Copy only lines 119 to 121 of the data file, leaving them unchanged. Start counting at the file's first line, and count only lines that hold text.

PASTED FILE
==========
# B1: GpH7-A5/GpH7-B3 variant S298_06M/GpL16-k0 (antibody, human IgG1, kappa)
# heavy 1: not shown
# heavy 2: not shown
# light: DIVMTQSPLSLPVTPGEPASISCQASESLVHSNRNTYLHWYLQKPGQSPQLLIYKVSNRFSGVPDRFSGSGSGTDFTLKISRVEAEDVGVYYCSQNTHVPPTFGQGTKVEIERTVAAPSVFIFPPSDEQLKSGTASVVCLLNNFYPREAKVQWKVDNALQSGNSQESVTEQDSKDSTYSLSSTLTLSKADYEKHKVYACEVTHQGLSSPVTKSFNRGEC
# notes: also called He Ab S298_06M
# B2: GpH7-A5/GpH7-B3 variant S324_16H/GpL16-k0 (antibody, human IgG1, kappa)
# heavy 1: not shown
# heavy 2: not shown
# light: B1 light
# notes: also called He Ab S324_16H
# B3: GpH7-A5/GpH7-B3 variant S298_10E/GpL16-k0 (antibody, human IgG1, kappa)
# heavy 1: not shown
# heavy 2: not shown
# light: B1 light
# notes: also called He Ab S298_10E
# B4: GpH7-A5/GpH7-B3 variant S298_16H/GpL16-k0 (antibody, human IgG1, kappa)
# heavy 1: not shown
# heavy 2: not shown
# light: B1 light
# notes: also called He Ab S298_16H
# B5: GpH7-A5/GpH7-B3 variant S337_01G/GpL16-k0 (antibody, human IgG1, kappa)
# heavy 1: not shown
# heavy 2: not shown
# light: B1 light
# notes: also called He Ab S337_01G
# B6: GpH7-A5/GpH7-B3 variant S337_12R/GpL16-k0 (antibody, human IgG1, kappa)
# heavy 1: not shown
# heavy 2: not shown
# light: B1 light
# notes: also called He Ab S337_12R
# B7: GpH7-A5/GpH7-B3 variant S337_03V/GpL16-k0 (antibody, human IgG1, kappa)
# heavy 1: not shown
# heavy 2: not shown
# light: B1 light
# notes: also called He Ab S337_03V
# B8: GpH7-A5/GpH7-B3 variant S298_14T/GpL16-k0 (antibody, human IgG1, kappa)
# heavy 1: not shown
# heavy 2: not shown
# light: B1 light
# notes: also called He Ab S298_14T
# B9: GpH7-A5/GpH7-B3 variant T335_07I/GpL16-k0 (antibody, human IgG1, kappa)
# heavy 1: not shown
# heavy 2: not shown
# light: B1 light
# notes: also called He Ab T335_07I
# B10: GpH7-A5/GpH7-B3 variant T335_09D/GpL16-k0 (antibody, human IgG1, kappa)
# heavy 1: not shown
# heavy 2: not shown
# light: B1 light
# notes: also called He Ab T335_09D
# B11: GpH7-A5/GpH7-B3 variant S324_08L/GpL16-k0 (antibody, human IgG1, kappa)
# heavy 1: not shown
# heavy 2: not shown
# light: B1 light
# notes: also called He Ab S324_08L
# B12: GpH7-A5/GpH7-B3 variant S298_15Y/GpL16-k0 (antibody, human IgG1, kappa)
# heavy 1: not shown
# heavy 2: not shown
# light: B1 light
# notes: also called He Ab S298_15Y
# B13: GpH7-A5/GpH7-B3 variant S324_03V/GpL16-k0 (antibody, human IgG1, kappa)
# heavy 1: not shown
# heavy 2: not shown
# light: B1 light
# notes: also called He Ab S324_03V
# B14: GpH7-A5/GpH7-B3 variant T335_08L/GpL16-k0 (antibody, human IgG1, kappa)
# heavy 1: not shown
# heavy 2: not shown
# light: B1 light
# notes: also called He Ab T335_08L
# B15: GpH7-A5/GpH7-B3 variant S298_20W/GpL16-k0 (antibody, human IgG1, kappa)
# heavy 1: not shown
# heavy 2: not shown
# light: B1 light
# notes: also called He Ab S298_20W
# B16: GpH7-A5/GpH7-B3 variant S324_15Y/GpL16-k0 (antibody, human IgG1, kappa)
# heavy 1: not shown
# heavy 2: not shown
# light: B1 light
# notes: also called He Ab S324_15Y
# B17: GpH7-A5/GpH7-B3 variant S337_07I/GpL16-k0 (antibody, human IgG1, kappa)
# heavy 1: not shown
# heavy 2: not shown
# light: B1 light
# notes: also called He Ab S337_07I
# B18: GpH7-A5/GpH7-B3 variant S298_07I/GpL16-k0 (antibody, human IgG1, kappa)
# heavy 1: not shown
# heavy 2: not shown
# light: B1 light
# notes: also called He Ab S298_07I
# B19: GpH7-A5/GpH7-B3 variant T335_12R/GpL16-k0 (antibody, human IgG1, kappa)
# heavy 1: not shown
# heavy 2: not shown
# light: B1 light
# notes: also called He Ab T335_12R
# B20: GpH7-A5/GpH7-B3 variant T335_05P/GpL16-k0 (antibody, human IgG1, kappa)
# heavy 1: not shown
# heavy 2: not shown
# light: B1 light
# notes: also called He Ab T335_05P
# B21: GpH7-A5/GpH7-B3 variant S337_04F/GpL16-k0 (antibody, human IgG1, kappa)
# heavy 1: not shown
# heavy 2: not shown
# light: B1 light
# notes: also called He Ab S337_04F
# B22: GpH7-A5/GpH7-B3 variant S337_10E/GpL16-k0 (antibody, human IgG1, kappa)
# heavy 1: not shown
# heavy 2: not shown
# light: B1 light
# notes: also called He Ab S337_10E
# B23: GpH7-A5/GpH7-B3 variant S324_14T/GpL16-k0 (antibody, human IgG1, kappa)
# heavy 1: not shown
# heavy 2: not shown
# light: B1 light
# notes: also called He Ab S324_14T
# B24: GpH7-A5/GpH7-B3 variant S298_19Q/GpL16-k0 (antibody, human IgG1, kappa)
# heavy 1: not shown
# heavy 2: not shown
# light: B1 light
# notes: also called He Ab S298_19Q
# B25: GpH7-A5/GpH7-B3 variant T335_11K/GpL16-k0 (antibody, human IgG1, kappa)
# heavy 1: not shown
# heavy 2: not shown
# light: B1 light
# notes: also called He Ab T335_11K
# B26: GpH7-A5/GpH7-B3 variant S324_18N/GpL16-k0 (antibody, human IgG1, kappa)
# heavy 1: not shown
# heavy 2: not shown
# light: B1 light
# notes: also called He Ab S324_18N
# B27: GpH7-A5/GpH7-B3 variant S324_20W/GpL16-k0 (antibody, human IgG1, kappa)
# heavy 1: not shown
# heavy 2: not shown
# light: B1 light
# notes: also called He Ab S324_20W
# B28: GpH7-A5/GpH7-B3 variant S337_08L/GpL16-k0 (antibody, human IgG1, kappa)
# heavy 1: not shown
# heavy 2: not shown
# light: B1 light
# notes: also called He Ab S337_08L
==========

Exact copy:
# light: B1 light
# notes: also called He Ab S298_19Q
# B25: GpH7-A5/GpH7-B3 variant T335_11K/GpL16-k0 (antibody, human IgG1, kappa)